Art of Roadtrips

Apollonius impressed on me the need to make decisions for myself instead of depending on the hazards of chance, and never for a moment to leave reason out of sight. …”

Marcus Aurelius Meditations Book One, verse viii

South Texas twang music punctuated with a squeeze box prince?

Lord I’m going to ramble until I get back to where I came
White Freightliner won’t you come and haul away my brain

Going out on that highway listen to them big truck whine
White Freightliner won’t you haul away my mind.”

Joe Ely et al, singing Townes van Zandt’s White Freightliner Blues

Just once:
Stuck in the El Paso airport, bumped (by choice), from a crowded flight, I got stuck watching the news, and less news, more “yellow journalism” in my mind. Tabloid-style news, only, on TV. Two American journalists snuck into North Korea, and there was a great hue and cry about releasing those captives of a hostile foreign government, incarcerated.

They snuck in? Like, swam across the river, or in places, it’s easy to wade across the Rio Bravo, right? And once on the other side, treated as criminals?

BBQ in El Paso:
Johnny’s BBQ, Doniphan and, well, close to the Sunland Casino & Racetrack. “Dive” doesn’t convey the ambience. Maybe an old gas station, but not so old as to be historical. Two matronly Mexican-looking women working, a mom and daughter, the daughter with the heavy, pointed eyeliner, a look that’s natural on a lovely Hispanic woman but makes white girls look a high-school, mall-rat “goth.”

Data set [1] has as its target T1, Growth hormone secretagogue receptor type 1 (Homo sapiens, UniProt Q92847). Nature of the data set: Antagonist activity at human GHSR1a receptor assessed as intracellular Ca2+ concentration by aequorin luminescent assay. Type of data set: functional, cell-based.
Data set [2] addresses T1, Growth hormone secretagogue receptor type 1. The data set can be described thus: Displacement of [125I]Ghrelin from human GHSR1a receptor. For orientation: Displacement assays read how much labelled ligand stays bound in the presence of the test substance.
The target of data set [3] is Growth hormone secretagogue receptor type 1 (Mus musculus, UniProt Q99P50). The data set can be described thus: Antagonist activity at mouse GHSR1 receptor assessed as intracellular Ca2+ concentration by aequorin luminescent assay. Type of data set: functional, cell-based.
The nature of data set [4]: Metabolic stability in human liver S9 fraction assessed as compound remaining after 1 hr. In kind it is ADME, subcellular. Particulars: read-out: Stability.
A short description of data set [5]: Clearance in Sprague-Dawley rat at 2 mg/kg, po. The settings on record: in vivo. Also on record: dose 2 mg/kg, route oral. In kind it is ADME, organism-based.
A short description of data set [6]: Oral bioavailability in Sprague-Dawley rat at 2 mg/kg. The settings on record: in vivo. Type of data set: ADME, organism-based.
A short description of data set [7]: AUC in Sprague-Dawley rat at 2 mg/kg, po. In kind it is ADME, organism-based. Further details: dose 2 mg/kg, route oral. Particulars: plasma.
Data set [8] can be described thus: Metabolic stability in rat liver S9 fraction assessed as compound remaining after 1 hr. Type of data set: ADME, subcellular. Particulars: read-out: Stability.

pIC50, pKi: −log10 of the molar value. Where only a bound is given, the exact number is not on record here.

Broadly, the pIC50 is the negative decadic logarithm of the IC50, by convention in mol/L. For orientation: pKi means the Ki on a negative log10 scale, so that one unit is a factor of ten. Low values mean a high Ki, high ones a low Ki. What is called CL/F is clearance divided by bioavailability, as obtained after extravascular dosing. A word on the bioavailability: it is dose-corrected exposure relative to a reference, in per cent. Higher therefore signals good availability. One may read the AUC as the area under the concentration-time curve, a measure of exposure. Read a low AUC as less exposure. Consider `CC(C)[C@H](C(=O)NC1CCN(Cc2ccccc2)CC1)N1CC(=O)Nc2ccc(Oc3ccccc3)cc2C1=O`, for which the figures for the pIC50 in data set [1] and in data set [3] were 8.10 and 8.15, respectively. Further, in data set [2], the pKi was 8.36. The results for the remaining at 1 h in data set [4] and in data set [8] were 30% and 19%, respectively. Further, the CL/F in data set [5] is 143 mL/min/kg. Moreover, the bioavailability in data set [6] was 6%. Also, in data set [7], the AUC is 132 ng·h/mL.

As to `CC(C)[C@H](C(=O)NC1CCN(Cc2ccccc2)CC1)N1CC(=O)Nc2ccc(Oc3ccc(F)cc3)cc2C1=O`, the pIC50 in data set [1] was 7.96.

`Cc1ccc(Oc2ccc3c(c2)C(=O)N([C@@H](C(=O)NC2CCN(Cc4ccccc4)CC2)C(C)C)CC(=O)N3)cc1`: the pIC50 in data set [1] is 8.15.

There was a third female, someone’s daughter, not sure the two younger ones were sisters, but she was quietly playing an education game and sounding out names in the phone book, while locating a phone number.

“Glad school is out?”

“Uh-huh.”

The BBQ burrito was lean, chopped BBQ brisket wrapped in a large flour tortilla, dressed with (cheap, yellow) mustard, green sauce with a bite, and red BBQ sauce.

“Burrito divorceado,” I suggested.

“Huh?”

Like an egg dish with the same name and an enchilada plate of the same appellation.

Red and Green sauces, together. (Red) BBQ sauce and hot jalapeño (green) sauce. Grace and Ken treated, on the way to the airport.

I had one. It was so good, I watched while the cook made another. Lean, lean chopped beef, fresh out of the smoker. Rich, textured, chopped fresh, not ends and bit and gristle, but the soft, slow-smoked goodness.

Mexican Flag burrito? Red, green and mustard (yellow)? Pickles and onions? It is so good.

I shouldn’t have. But it was so good.

Quaffing nectar at mess with gods, golden dishes, all ambrosial.” Joyce, James. Ulysses. Page 176.

One last thing:
The bucket list? Things to do before I die? Finish reading James Joyce’s Ulysses. One of those excellent novels from the last century, banned at first, and then, well, it’s an acquired taste. I’m working on it.

Eleven Years Gone:
It was, one of those points in time and place, 11 years ago. I looked out the hotel window and saw the tail fins of three DC-3s. Or C-47s. Not sure which. The workhorse airplane, leftover from World War II.

Used to be two or three, when I stayed at that hotel, could see them, the planes, from the third floor. I remember staying on the third floor. Don’t know why I remember that 11 years ago.

Airport Difficulty:
El Paso, it’s a big military destination. I hope that explains what I saw. I watched, as a lady disembarked from a flight, at the far, round end of the terminal. She was trolling a bag and had another one over her shoulder. She went left, walked all the way around the rotunda, and then looked at the sign, “baggage claim, that a-way.”

The bag over her shoulder? A government seal and the letters, “C-I-A.”

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